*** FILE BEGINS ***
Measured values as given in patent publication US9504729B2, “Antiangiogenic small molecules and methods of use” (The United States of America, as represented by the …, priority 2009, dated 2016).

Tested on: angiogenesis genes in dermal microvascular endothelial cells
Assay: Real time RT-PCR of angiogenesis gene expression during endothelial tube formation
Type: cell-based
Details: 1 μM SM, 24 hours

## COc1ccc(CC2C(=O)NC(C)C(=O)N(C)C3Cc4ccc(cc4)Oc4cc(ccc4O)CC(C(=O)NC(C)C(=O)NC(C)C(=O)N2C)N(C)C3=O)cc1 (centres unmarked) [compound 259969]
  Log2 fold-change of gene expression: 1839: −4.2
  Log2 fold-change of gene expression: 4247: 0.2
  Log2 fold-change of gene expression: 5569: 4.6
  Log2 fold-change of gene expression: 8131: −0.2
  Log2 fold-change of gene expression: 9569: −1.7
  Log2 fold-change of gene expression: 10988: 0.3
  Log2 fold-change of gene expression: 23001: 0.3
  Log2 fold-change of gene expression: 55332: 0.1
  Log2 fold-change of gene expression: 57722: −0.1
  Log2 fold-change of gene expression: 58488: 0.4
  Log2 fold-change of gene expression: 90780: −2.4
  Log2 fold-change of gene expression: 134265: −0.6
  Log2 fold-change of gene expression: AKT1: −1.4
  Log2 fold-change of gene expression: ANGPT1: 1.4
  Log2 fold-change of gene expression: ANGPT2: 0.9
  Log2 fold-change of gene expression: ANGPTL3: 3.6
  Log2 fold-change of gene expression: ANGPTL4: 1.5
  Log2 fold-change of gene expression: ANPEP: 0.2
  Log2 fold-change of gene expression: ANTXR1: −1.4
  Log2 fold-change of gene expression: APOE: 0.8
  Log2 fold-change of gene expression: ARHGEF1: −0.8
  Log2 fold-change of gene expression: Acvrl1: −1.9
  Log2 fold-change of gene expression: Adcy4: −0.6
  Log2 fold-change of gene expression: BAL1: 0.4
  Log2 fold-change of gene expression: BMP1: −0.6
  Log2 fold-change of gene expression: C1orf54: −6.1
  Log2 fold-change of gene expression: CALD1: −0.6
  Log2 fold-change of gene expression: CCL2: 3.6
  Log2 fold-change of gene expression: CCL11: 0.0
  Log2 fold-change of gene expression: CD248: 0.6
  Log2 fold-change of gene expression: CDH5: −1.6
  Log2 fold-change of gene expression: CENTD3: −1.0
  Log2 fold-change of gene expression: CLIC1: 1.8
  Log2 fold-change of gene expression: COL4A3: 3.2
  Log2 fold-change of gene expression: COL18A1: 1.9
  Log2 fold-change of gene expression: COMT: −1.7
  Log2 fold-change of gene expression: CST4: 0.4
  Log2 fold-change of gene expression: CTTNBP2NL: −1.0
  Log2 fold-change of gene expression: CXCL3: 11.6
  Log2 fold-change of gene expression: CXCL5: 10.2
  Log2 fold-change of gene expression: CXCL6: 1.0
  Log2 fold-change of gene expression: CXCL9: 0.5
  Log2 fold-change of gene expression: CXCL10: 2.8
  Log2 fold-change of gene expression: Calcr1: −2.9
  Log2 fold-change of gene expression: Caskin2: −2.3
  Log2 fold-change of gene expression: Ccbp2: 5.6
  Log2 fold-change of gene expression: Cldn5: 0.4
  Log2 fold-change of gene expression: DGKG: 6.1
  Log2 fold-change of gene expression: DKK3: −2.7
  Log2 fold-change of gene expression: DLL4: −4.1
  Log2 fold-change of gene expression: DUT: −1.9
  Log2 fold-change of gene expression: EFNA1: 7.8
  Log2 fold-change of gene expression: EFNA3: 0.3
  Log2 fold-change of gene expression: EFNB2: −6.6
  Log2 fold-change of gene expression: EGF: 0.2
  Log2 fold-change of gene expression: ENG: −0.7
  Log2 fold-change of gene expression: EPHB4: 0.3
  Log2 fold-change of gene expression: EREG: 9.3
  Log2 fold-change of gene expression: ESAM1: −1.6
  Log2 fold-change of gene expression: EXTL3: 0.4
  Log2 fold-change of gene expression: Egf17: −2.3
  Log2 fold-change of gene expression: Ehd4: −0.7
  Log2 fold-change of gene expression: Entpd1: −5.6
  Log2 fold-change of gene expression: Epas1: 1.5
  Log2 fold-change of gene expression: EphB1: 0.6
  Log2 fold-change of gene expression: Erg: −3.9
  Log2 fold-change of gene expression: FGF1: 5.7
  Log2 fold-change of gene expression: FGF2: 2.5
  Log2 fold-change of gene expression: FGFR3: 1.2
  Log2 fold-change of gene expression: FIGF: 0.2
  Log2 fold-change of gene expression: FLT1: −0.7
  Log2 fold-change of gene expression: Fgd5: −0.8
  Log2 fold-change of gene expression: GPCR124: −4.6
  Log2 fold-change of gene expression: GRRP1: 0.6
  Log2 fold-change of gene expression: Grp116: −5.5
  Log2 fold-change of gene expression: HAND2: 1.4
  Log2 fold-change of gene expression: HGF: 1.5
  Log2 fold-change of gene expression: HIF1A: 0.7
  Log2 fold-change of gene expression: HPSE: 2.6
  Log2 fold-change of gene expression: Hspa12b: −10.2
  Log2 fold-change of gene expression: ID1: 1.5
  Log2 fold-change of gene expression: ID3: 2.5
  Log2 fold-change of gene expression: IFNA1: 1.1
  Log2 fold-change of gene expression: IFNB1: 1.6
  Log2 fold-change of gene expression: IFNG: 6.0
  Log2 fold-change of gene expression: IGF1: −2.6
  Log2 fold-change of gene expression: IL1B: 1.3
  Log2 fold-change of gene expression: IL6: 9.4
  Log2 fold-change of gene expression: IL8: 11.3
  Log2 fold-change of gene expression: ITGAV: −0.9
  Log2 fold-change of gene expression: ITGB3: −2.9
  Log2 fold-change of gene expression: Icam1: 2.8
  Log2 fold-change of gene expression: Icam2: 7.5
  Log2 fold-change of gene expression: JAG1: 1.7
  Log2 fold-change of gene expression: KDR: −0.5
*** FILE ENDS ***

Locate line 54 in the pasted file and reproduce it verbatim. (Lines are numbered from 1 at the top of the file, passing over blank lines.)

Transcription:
  Log2 fold-change of gene expression: DGKG: 6.1